The Pope’s powerful appeal for peace in Ukraine resounded at the weekly General Audience on the eve of the one-year anniversary of the Russian invasion. Participating in the audience were three young women who felt particularly encouraged and comforted by his continuing closeness and prayers. The women from Russia, Ukraine and Belarus told Vatican Radio about their own dreams for peace and of their continuing pacifist commitment.
By Linda Bordoni
Darya from Russia, Olga from Belarus and Katya from Ukraine are in Italy bringing the voices of millions of their countrymen who oppose the ongoing war in Ukraine and the increasing militarization of the world.
They have been invited by the Italian Non-Violent Movement (Movimento Nonviolento) which promotes demilitarization and peace-making activities.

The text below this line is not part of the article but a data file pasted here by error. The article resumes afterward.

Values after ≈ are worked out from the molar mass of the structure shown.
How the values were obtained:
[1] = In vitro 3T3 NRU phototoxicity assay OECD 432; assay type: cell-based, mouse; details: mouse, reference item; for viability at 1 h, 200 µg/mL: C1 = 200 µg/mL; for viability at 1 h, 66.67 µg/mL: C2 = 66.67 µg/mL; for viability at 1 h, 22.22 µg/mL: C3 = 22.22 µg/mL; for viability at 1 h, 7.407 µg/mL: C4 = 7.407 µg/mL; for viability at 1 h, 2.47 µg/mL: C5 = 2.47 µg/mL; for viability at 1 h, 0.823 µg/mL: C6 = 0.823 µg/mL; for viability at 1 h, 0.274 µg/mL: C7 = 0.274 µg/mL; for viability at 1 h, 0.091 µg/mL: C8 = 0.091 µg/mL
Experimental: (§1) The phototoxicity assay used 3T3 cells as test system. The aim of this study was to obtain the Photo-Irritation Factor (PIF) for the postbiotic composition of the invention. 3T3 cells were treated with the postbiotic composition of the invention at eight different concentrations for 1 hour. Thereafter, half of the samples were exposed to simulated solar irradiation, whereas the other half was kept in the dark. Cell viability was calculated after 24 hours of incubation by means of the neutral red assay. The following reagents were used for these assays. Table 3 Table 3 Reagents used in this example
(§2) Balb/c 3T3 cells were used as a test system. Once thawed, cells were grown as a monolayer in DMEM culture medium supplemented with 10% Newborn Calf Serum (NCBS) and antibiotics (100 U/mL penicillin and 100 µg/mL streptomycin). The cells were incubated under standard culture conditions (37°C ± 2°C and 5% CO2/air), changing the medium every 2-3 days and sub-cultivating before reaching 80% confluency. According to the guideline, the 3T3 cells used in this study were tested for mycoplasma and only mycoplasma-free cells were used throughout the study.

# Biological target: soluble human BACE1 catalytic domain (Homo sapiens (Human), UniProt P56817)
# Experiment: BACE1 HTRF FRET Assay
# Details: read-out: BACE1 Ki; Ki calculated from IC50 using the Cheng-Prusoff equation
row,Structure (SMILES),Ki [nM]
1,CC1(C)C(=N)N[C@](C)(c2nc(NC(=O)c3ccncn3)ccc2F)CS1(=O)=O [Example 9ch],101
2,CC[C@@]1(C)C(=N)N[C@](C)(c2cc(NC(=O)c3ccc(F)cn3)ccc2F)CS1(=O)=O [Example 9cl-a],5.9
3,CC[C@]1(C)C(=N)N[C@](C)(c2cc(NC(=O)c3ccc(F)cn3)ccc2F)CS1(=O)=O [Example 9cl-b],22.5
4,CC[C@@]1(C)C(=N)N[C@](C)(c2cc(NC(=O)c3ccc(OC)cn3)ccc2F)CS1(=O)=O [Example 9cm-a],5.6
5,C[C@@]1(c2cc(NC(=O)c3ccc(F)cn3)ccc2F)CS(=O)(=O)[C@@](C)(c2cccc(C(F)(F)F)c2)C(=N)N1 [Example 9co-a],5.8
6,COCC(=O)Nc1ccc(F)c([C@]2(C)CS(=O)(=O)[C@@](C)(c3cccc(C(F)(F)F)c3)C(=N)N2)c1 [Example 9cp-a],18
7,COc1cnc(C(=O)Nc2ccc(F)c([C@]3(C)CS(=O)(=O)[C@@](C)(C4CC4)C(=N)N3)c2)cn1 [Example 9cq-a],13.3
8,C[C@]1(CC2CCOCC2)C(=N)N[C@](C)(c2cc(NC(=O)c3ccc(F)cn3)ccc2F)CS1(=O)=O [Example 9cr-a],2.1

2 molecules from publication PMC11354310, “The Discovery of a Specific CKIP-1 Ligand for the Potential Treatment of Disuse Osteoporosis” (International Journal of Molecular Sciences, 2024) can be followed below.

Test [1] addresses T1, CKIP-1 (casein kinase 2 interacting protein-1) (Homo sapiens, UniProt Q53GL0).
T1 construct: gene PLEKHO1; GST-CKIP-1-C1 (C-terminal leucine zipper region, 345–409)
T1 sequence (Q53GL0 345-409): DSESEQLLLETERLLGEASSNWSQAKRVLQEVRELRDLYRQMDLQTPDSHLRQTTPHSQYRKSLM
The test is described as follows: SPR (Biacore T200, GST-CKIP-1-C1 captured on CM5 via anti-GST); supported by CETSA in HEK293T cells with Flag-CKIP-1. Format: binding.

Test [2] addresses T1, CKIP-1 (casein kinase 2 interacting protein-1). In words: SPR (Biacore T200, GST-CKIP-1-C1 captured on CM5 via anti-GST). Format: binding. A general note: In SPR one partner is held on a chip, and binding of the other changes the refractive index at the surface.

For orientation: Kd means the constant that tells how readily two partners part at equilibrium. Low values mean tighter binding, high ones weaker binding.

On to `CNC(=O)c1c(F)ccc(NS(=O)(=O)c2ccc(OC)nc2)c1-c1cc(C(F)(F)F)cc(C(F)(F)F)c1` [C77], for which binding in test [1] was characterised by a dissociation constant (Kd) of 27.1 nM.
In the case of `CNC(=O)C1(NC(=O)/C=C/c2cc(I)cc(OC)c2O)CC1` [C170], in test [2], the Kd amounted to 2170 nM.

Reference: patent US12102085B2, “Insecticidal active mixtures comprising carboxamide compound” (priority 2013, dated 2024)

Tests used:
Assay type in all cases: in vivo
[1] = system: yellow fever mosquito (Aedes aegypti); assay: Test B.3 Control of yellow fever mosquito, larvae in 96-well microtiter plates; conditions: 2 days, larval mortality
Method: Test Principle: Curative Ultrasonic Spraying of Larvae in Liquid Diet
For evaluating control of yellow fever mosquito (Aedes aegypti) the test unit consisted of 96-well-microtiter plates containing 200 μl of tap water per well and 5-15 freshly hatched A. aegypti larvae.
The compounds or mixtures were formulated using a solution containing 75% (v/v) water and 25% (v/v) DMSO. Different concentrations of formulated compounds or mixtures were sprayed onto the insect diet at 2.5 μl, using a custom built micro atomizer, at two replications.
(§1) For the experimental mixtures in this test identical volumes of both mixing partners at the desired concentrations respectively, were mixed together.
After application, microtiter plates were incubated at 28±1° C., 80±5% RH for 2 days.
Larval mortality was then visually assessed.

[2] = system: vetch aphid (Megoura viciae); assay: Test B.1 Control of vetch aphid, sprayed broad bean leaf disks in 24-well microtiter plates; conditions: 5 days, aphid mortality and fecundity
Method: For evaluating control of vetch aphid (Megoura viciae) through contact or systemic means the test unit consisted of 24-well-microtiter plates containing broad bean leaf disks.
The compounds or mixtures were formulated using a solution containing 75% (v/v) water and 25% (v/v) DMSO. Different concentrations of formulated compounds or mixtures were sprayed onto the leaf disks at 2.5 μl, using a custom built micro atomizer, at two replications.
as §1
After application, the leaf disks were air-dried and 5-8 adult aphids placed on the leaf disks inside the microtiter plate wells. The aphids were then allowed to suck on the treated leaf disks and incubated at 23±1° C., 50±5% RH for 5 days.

Speaking to Vatican Radio after having participated in Pope Francis’ General Audience on Wednesday morning, the three women reiterated their commitment to work for peace. They expressed gratitude and admiration for the Pope’s tireless condemnation of the absurdity of war, for his appeals to world leaders to pursue negotiations and peace-making, and for his spiritual and concrete closeness to those who are suffering.
“It is my aim,” Darya Berg explained, “to find a way for Russian people to live without blood on their hands.”
‘Go by the forest’
Representing the “Go by the forest” project, she explained it is a nonviolent civil resistance project working “to help Russian people avoid this awful war that Russia started in Ukraine.”